The majority of Canadians support government bailouts for media organizations that have faced falling advertising revenues since the COVID-19 pandemic closed businesses across the country, according to a new poll.
The survey was conducted by Nanos Research for FRIENDS of Canadian Broadcasting, a non-partisan media watchdog, and was released Monday.
It was found that seven out of 10 Canadians support (26 percent), or more accurately (41 percent) the federal government sends financial assistance to failed news organizations.
The majority of Canadians also agree (36 percent), or somewhat agree (26 percent) that Ottawa must treat bankruptcy and termination of the media as an emergency because journalism is very important to “safeguard the safety of Canadians” during this crisis.
A country which cannot speak to itself no longer becomes
The survey noted that Canadian media outlets had seen advertising revenue fall by 60 percent, and nearly 500 journalists were laid off in the first two weeks of lockouts.
Torstar, which publishes several daily newspapers including the Toronto Star, announced Monday that it will eliminate 85 positions and cut its operating budget to offset the loss of advertising revenue.
The government previously announced a $ 30 million COVID-19 awareness advertising campaign in an effort to support the struggling Canadian media industry. And Ottawa said it was getting closer to implementing the long-promised tax credit for newspapers.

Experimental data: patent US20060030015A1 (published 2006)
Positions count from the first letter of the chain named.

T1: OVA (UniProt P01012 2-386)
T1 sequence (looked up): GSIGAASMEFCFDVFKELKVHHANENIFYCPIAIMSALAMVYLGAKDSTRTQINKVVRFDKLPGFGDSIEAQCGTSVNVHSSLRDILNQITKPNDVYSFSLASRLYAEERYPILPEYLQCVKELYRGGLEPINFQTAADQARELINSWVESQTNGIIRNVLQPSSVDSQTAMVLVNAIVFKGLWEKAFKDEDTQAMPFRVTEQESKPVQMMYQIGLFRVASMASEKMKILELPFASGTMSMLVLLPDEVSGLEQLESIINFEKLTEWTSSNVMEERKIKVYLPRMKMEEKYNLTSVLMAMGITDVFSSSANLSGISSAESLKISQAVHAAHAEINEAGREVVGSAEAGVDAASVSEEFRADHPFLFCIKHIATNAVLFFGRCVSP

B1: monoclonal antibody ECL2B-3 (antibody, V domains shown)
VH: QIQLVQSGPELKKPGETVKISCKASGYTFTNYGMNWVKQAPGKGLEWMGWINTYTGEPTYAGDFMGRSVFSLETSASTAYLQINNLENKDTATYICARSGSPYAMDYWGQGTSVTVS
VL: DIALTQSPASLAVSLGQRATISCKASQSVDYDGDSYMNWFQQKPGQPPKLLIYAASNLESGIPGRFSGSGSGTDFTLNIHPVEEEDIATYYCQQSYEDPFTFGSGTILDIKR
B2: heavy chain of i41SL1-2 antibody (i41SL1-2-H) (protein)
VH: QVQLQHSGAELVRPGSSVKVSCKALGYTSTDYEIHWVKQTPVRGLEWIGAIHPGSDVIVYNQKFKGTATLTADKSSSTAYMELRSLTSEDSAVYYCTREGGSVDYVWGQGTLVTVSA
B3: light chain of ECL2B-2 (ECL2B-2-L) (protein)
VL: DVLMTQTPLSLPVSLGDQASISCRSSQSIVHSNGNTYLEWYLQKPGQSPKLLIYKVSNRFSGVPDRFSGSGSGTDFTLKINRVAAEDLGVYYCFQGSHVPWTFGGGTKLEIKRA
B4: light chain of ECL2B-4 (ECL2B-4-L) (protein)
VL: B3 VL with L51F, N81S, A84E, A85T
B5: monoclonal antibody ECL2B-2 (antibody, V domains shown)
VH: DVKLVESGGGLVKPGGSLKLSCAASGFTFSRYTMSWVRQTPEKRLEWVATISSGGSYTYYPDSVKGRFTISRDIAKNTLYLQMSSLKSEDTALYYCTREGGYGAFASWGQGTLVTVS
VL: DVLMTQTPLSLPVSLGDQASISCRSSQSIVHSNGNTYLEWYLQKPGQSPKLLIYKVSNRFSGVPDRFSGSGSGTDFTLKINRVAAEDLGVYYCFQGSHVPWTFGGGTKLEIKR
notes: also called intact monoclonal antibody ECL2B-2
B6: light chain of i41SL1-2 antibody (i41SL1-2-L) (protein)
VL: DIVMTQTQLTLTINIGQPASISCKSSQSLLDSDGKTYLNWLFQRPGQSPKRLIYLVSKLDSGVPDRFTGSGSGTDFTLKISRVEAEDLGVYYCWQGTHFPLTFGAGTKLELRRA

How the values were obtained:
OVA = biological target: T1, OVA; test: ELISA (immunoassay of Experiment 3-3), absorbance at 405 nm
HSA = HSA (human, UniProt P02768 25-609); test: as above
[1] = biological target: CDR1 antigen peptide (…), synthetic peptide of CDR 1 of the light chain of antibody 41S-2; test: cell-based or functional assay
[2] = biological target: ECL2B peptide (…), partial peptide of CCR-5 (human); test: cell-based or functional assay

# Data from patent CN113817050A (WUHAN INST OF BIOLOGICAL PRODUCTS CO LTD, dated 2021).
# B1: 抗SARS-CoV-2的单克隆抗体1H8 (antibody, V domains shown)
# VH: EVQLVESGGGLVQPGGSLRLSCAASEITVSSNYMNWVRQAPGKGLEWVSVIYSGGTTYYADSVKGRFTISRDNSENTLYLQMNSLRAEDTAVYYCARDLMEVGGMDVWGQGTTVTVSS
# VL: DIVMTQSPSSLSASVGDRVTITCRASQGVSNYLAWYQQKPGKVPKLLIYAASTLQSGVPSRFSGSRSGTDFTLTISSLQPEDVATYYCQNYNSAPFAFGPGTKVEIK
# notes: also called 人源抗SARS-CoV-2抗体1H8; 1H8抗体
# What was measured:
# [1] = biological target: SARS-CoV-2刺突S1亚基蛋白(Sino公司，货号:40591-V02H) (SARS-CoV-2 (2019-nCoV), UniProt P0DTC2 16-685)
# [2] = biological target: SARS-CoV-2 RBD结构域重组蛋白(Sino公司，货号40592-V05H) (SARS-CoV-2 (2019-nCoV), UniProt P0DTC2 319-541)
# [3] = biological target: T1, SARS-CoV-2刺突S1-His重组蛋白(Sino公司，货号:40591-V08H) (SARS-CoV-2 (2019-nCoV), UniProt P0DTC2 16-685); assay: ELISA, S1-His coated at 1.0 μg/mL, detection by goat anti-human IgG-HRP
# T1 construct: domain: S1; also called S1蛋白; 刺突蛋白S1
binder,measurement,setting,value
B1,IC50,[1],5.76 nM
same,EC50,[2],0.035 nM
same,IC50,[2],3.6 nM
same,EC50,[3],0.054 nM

However, the measures were widely criticized for being too few to make a real difference, including Mark Lever, the president of SaltWire Network, a a newspaper chain in the Atlantic of Canada that dismissed 240 employees – or about 40 percent of its workforce – last month and closed several publications.
“Many of our most famous journalism outlets face impending failure, even after the proposed tax credit and wage subsidies from the government are calculated,” said FRIENDS Executive Director, Daniel Bernhard. “This is an acute emergency and Canada wants Ottawa to intervene quickly to save these trusted institutions from mass extinction.
“Our democracy and our future as an independent nation are at stake. A country that cannot talk to itself is no longer like that. If we lose our media, we lose our country. “
When the stakes are this high, only professional journalists can be trusted to tell the truth
The survey also found that most Canadians trust traditional media more than social media to provide accurate information during a crisis. Nearly three-quarters (74 percent) think the content in social media posts is inaccurate. Only 10 percent believe that social media is as accurate as traditional media, while four percent think it is more accurate.
“Canadians are very clear that when the stakes are this high, only professional journalists can be trusted to tell the truth,” Bernhard said. “It’s time for Ottawa to put an end to unfair profits and preferential tax policies that help untrusted companies like Facebook sink the Canadian newsroom.”
Canada also supports (41 percent), or somewhat supports (31 percent) increasing funding for the CBC.
The survey was conducted via landline, cellphone, and online between March 30 and April 2 as part of the omnibus survey. Nanos Research conducted a random survey of 1,036 Canadians aged 18 years and over. The margin of error is plus or minus 3.1 percentage points 19 times 20.
– with files from The Canadian Press
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